REVOLT has put together a intriguing documentary on the making of Kendrick Lamar’s album as told by the producers who created the sound. Entering The Cocoon grabs Terrace Martin, Digi+Phonics’ Tae Beast, Sounwave and engineer MixedByAli to give insight on how the album’s soundscape was crafted. Definitely something you must watch if you enjoyed the album.



Kendrick Lamar surprised the masses with the release of To Pimp A Butterfly but many were also pleasantly surprised with the appearance of Rapsody on the song “Complexion.” Her stellar verse added much needed depth to the song that discusses colorism and Complex caught up with Rapsody to discuss how the collaboration came about.

When did Kendrick first reach out to you?
Initially, when he and 9th [Wonder] talked about it was the day after the “Control” verse dropped. I was in New York for the She Got Game listening, which you came to. And after that, I went to Premier’s studio to shoot a video. So 9th was talking to Kendrick about the “Control” verse and he hit him and was like, “Yo, I have an idea for my next album. I want to reach out to Rapsody for it.” So 9th was like, “That’d be great or whatever. Just let us know.”

You know, time goes by. He’s been touring. I didn’t think too much of it. Working with one of those artists, you have different ideas when making music. But, he reached back out on Jan. 11 [of 2015]. I was on my way to Toronto, and he hit 9th. He told him he was gonna send him something to get on. That was when he reached out.

Did he send you a skeleton of the song?
I didn’t hear his verse. He sent me the part that I rapped on, so from the part where the beat switches? That’s all I got. I called him and he told me the song is “Complexion.” That was pretty much it. We didn’t talk in-depth about what direction to go in, but he told me complexion. You know, African-American, black people in America. I knew kind of the thought process behind it. I was in D.C. and I wrote that verse that day. 9th drove up, and we went into the studio and recorded it that night.

I was telling 9th, this is my first time hearing the song in its entirety. When I heard the song all together, I told 9th, “Wow that’s crazy.” I hadn’t heard his verse, and it is dope that we had similar subject matter about slaves and about blue eyes. And the 2Pac thing. I didn’t know 2Pac was at the end of the project. So it is dope how it all came together.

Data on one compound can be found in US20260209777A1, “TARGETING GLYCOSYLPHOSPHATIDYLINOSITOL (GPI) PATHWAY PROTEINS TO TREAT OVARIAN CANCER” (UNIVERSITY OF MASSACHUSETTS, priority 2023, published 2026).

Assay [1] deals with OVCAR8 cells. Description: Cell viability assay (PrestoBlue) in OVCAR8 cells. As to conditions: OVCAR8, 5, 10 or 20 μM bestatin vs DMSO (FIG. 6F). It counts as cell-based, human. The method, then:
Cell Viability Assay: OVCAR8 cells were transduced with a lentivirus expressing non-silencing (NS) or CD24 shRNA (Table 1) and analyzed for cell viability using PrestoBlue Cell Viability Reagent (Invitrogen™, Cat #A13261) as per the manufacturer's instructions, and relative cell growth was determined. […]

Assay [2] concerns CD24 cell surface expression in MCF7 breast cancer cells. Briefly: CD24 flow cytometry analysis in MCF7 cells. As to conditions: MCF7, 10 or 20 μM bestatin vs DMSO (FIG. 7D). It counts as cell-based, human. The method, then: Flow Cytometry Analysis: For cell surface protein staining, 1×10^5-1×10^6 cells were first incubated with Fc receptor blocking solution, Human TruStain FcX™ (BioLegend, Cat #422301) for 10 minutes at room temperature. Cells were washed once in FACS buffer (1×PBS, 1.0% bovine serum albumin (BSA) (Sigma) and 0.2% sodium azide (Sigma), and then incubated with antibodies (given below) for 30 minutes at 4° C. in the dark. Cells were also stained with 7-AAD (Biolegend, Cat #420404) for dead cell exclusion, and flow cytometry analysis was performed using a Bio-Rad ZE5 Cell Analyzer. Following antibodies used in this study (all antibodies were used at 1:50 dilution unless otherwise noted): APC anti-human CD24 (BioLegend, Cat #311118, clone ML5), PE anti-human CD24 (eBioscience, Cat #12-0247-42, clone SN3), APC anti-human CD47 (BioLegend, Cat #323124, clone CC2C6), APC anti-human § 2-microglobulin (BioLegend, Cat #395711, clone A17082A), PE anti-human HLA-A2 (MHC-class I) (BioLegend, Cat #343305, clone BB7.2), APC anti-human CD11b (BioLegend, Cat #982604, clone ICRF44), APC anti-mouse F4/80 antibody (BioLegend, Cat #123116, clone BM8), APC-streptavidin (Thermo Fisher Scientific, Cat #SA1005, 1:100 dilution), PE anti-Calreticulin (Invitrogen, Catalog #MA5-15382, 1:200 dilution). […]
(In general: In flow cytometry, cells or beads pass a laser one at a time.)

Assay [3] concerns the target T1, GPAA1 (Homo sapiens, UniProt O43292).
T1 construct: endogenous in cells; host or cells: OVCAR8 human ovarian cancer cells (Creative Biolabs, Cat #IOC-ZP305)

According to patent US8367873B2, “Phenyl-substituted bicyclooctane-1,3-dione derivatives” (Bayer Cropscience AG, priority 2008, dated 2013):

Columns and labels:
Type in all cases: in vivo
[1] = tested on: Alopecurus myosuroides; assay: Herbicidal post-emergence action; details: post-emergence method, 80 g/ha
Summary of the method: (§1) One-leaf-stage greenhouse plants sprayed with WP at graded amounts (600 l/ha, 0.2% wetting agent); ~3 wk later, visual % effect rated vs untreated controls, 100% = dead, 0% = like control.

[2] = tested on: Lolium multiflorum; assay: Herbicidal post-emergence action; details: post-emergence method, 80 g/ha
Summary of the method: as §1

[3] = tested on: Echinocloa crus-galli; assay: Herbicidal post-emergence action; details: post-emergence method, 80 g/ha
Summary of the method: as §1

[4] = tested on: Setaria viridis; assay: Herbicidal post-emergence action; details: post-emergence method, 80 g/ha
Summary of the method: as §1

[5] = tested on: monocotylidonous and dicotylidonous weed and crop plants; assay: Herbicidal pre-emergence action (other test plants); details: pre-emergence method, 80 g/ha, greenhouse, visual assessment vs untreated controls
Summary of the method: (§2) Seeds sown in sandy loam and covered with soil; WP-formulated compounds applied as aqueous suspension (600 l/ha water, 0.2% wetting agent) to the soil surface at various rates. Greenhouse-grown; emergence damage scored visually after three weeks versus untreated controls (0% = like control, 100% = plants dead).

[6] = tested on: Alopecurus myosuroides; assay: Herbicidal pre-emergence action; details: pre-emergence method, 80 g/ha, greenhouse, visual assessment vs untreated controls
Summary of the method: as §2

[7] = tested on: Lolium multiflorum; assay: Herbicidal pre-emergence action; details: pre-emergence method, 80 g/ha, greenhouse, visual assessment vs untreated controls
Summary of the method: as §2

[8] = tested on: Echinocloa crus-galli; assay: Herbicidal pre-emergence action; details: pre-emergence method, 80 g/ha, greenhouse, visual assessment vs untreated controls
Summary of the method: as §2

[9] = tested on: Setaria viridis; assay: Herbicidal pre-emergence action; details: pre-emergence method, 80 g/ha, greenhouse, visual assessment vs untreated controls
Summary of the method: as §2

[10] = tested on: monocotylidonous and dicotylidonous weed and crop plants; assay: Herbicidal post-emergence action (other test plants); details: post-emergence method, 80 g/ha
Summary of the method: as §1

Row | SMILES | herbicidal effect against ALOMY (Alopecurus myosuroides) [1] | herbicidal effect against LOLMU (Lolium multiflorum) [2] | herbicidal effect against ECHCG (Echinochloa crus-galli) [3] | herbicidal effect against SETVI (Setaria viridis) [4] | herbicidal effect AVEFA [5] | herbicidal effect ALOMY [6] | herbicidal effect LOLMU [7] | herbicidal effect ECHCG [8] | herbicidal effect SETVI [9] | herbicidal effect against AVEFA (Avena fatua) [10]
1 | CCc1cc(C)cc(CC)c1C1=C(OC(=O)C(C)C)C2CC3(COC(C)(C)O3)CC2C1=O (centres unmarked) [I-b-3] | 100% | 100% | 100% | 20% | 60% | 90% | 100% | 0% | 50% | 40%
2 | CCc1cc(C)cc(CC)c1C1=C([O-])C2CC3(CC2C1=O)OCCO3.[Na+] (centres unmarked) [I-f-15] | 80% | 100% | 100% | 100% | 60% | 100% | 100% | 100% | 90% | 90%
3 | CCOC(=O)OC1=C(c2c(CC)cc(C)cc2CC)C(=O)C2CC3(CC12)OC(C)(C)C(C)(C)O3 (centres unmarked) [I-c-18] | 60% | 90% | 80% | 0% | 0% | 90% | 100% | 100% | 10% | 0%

What would you say is the message of “Complexion”?
Basically, [it’s] the whole idea of colorism and how much of a problem it’s in the black community. Light skin versus dark skin. It goes all the way back to slavery where you had the dark skin blacks. You know, they were called the field niggas. They were working in the field. And then you had the house niggas who were the light skin ones. Having that separation, it created the vibe, which we still see today and it still affects us. The dark skin would think, you know, “Oh, the light skin think they’re better being in the house.” And vice-versa. That’s just what it is all about. That’s the beauty of all humans. We all come in different shapes, colors, and sizes. But the way we look on the outside, our color doesn’t make anyone better than the next. We are all beautiful in our own right. So it is just appreciating the variety within the black community. Whether you are red bone or black as chocolate, you are beautiful and embrace that.

You can read the rest here.



A week ahead of its release, Kendrick Lamar’s major label follow up to good kid, m.A.A.d city drops in the form of To Pimp A Butterfly and you can stream it in its entirety now. Apparently, there was some sort of issue that led to the album’s surprise digital release as outlined in the tweet below by TDE CEO Anthony “Top Dawg” Tiffith.

After being available while most people were still asleep, the album was suddenly unavailable come Monday morning. What exactly happened has yet to be explained but you can stream the album in its entirety on Spotify now. With features from the likes of Bilal, Anna Wise of Sonnymoon, Snoop Dogg, George Clinton, James Fauntleroy, Rapsody, Ronald Isley, Thundercat, Terrace Martin, Flying Lotus and more, you’ll immediately notice that the album has a very distinct vibe. Extraordinarily funky and with a prideful element that takes you back to the 70s, To Pimp A Butterfly was applauded across social media. But how good is it? Judge for yourself.



After several fake tracklistings for Kendrick Lamar’s To Pimp A Butterfly hit the web, it appears that we finally have the right one courtesy of DJ Booth.

With DJ Booth being a digital distributor of music, it make sense that their tracklisting would be legit. The explanation below helps as well.

The album is currently slated to drop on March 23, and in an effort to prevent the album leaking ahead of that date, Universal Music Group has sent out the tracklisting to what appears to be several music upload services. For example, if YouTube knows the album’s song titles, it can better flag anyone attempting to upload a file with that title.

Kendrick Lamar – To Pimp A Butterfly Tracklist

Wesley’s Theory
For Free? (Interlude)
King Kunta
These Walls
For Sale? (Interlude)
Hood Politics
How Much A Dollar Cost
The Blacker The Berry
You Ain’t Gotta Lie (Momma Said)
Mortal Man

The album drops on March 23 and you can pre-order here.